The maximum allowable quantity of aflatoxins for peanuts and peanut butter in most European nations, including the United Kingdom, is considerably lower: if peanuts or peanut butter contain more than 4 micrograms of aflatoxins per kilogram (4 ppb), they cannot be marketed for direct human consumption. Furthermore, due to aflatoxin B1’s high toxicity, the European Commission has established a separate maximum limit of 2 mg/kg for aflatoxin B1 in peanut and peanut butter.

Aflatoxin’s health consequences have been studied extensively since the 1960s. The increased risk of liver cancer is one of the most well-documented health consequences linked with aflatoxin-contaminated foods, and aflatoxin is classed as a Group I carcinogen by the International Agency for Research on Cancer.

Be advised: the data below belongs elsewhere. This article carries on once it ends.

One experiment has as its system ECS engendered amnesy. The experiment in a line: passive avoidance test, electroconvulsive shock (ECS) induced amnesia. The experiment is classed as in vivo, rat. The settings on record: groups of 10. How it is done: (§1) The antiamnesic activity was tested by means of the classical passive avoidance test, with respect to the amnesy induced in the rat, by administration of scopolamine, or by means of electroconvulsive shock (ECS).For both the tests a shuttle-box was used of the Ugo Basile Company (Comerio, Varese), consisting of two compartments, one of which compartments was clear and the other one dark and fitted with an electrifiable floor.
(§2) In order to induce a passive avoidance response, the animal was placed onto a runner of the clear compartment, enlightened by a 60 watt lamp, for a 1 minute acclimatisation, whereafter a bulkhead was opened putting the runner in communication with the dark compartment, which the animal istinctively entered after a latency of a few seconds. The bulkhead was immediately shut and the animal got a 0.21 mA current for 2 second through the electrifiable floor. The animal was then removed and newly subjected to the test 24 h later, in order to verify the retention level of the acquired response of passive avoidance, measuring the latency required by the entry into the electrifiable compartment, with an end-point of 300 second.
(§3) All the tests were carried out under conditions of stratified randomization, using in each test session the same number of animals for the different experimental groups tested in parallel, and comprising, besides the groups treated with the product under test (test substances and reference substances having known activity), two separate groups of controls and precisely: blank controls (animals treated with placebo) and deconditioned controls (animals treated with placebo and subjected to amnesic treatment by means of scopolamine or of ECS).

The majority of research on aflatoxins and cancer has concentrated on hepatocellular carcinoma (HCC), the most prevalent kind of primary liver cancer in adults, the fifth most frequent cancer worldwide, and the world’s third leading cause of cancer mortality. It is also a leading cause of mortality among persons who have been infected with the hepatitis C virus for a long time.

Other Health Effects

Aflatoxin can cause cancer, as well as cardiovascular difficulties, immunological suppression, nutritional shortages, gastrointestinal disorders, stunted development in children, and a variety of other health issues. Acute aflatoxin poisoning is also a public health concern in impoverished, tropical nations where the environment encourages fast mold development on crops and where there are no tight controls governing aflatoxin levels in peanuts and other foods. Abdominal discomfort, vomiting, extra fluid in the lungs, fatty liver, and liver necrosis are all signs and symptoms of acute aflatoxin poisoning.